- April 19, 2017
- Posted by: David Marshall
- Category: Management
Years ago, when we were still doing warehouse inventory counts by hand, we decided as a company that an inventory would be taken on a weekend so we wouldn’t disrupt service to our customers. This was not an unusual practice, because we were working toward taking inventory in a single day, not our previous 10 day process.
One individual in our company, who had 20 years of service within the organization, said he was heading up a golf tournament on the day of our inventory, and said that he would be leaving at noon to run the tournament.
He was told that the inventory count was considered a production day, just like a regular workday, and that he could leave if the inventory was complete. If we weren’t finished and he left, that would be considered a voluntary quit, and he would be out of a job. It would be just like walking off the job on a Wednesday morning or Friday afternoon.
This person left at 12 noon, as promised, to manage his golf tournament, and so he was “severed from the organization,” as promised.
It was a tough decision, but we felt it was important we kept our word on this. We didn’t want to be seen as weak on our requirements, and we knew that if we let this go, we could lose a lot of credibility and respect from the rest of our associates on the floor.
After that weekend, this person began to empty his kitty litter box into my parking space once a week. I would pull into my parking space every week to find a pile of used kitty litter in my parking space, and he became known as the Mad Crapper.
Unfortunately for him, we’d installed a camera system around the facility, including the parking lots, for safety and operational diagnostics, so it was easy to see who was doing it. There we caught him, on camera, unloading his kitty litter into my parking space, as plain as day.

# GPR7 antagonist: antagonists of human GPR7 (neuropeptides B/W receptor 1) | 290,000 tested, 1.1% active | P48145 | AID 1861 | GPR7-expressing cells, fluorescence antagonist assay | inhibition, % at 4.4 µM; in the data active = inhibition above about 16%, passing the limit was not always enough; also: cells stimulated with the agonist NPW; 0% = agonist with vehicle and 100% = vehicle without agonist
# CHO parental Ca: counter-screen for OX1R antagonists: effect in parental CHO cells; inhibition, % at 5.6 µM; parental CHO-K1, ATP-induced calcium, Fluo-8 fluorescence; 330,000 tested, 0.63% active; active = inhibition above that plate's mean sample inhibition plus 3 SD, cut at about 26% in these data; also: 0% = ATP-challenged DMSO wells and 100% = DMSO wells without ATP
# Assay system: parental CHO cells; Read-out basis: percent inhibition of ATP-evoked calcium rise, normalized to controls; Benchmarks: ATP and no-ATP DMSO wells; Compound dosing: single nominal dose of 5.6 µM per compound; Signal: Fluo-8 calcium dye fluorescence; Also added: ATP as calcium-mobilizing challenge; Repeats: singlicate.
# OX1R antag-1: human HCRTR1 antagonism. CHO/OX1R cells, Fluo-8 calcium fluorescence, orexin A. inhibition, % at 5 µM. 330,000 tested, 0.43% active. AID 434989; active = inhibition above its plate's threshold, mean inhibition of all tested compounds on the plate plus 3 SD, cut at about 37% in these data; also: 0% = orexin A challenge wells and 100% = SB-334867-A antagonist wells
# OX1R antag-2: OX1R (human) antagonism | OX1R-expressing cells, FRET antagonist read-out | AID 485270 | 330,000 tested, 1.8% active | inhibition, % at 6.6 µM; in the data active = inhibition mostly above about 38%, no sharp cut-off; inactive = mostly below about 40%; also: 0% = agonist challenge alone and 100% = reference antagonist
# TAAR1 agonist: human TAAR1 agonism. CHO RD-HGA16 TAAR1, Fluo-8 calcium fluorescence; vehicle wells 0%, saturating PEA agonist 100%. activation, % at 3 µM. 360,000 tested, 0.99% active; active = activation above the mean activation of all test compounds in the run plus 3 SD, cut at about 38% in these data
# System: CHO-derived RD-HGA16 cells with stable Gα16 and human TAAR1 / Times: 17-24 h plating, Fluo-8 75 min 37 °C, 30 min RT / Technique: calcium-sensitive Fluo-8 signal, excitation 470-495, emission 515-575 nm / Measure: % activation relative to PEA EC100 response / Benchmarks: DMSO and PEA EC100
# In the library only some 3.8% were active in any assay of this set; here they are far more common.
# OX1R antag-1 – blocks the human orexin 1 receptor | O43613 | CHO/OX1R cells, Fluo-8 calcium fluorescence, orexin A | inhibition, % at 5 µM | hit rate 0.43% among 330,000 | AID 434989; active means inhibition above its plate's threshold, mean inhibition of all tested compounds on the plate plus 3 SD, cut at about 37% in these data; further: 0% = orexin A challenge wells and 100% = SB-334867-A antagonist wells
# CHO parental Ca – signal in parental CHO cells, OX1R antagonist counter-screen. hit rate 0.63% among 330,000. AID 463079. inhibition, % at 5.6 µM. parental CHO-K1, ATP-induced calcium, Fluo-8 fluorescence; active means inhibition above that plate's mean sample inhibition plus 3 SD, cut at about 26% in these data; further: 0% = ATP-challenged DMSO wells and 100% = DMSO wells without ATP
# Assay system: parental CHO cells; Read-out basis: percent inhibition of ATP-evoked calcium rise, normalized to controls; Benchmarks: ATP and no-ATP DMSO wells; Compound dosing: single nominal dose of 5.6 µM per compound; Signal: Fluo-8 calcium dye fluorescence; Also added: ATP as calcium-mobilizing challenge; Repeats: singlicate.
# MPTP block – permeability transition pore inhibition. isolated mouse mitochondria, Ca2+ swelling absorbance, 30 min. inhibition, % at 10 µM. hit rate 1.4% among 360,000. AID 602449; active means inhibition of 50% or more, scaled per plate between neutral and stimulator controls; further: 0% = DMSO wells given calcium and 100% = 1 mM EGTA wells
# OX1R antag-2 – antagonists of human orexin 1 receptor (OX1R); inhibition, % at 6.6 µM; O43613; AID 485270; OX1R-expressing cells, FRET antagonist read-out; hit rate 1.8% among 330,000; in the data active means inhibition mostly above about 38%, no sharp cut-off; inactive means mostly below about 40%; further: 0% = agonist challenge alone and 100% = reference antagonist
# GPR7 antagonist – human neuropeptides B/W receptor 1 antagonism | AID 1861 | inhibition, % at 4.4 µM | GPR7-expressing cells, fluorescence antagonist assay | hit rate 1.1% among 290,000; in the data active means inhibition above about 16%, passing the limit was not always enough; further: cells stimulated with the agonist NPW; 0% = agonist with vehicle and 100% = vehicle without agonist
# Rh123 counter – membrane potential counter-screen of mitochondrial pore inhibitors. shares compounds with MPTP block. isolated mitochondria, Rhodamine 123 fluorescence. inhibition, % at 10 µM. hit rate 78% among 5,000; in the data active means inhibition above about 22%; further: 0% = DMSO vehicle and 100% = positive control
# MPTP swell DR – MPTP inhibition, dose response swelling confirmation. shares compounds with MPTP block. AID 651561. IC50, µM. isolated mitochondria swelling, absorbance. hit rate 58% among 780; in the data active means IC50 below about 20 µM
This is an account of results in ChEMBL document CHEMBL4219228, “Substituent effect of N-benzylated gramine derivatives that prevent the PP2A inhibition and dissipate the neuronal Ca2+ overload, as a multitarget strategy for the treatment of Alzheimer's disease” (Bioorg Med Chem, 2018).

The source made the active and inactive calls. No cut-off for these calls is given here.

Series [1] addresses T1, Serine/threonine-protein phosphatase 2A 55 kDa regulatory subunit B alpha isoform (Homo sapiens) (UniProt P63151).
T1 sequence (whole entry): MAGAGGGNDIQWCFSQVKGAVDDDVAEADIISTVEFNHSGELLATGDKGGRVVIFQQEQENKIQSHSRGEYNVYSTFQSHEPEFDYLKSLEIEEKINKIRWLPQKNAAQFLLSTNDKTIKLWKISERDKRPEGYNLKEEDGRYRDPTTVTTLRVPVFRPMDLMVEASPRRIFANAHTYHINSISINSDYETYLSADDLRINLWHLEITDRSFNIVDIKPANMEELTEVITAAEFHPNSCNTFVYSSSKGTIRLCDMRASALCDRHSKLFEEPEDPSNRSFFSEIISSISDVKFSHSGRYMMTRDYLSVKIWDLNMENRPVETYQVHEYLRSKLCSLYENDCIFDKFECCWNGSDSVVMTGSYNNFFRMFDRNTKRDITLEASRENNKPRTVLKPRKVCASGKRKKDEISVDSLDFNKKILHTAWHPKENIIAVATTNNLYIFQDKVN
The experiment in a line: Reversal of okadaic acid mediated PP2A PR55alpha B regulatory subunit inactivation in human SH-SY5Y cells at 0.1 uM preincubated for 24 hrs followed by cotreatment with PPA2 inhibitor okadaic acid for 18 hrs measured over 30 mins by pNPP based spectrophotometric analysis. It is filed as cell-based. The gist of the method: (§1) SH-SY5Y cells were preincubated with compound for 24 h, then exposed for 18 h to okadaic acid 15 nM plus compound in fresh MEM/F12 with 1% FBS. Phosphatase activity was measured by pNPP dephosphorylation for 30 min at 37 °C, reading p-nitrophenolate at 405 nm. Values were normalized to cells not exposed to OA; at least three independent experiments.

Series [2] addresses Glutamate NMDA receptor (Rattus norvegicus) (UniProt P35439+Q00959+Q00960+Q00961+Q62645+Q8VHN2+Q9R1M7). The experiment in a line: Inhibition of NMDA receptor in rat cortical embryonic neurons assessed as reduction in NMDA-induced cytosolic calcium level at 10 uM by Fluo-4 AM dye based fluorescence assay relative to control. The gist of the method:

I had three courses of action open to me: 1) I could have him arrested, because we caught him on camera. 2) I could ignore it and have to deal with cat crap in my parking space for months and years. Or, 3) I could have the local constabulary scare the crap out of him for me.
In the end, I chose the last course. The local sheriff’s deputies went to his house, and had a word with him about what we had found on the video, and that was the end of it.
This was an unfortunate situation, because our man had been with the company for 20 years, but he knew what was expected of him on a production day. And I had to stay committed to our decision as a company, even in the face of his protest, because it was important that the rest of our associates see our support of the sacrifices they were making. It may not have been a popular decision to make, but allowing him to leave would have done deeper damage to company morale and made it easier for people to complain and complain until we gave in to their demands.
I’ve been a manufacturing executive, as well as a sales and marketing professional, for a few decades. Now I help companies turn around their own business. If you would like more information, please visit my website and connect with me on Twitter or LinkedIn.